His companion was taken aback. Patrick politely pointed out that it was not quite as simple as that and that there were many factors that went into the acquisition of other firms that can make it a long drawn out process. Apart from that he believed that Vince should not be worrying about growth before he has actually established his proposed business in the first place. Undeterred by his friend's apparent 'lack of ambition' Vince moved on to discuss how he plans to coordinate the day- to-day running of the business. Having worked for his previous firm for a number of years he is convinced that the procedures and systems that they had in place would be ideal for his fledgling organisation. He wants to establish a separate marketing and sales team in order to build up an adequate clientele and plans to have a manager that will report directly to him. The accounting department will be made up of one qualified accountant and two trainees with an additional three to be recruited midway through year two in anticipation of his proposed takeover spree. An IT department was also going to be necessary as Vince had always been impressed with how his previous employers had all documentation and client files accessible from any computer on the network allowing staff to assist clients with their enquiries over a number of areas rather than just parts of the job specific to themselves.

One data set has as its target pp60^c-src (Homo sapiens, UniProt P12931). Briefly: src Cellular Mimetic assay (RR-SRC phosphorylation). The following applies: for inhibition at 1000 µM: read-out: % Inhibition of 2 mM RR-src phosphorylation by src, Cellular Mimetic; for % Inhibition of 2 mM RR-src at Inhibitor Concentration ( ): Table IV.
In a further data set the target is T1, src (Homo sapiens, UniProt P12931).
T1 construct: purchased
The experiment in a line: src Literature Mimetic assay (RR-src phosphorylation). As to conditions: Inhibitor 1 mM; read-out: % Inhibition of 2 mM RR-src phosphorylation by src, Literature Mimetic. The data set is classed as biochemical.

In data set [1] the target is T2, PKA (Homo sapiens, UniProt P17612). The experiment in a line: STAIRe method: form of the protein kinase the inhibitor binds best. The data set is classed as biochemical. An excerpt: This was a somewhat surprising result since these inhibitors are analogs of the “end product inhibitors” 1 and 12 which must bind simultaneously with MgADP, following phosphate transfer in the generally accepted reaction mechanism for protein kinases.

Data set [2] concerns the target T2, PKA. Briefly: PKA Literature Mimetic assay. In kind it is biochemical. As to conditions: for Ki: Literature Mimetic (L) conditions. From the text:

Patrick, although in admiration of his friend's confidence and ambition, was concerned that Vince may be taking on too much at the start up phase for someone that has no experience running a business. Starting off with a relatively large number of staff and its associated cost is a significant commitment considering the business has yet to generate any revenue. Vince was unmoved. He believed that by having in place a number of differentiated departments with their managers reporting to him would increase accountability and allow each department to concentrate on being responsible for what they specialise in rather than having a few employees spreading themselves too thinly to be effective. In addition to this he was convinced that in order to attract the best staff in the labour market he was going to have to show that working for him would be a good career move rather than just a nine-to-five job. By putting in place a similar organisational structure to that of his previous workplace, his employees would be able to map out their career progression and as a result would be motivated in their work and hence be more productive. All relevant job descriptions, organisational charts and procedures relating to employee grievances had also been practically cut and pasted from his previous employee handbook with a number of adjustments being made in the appropriate places.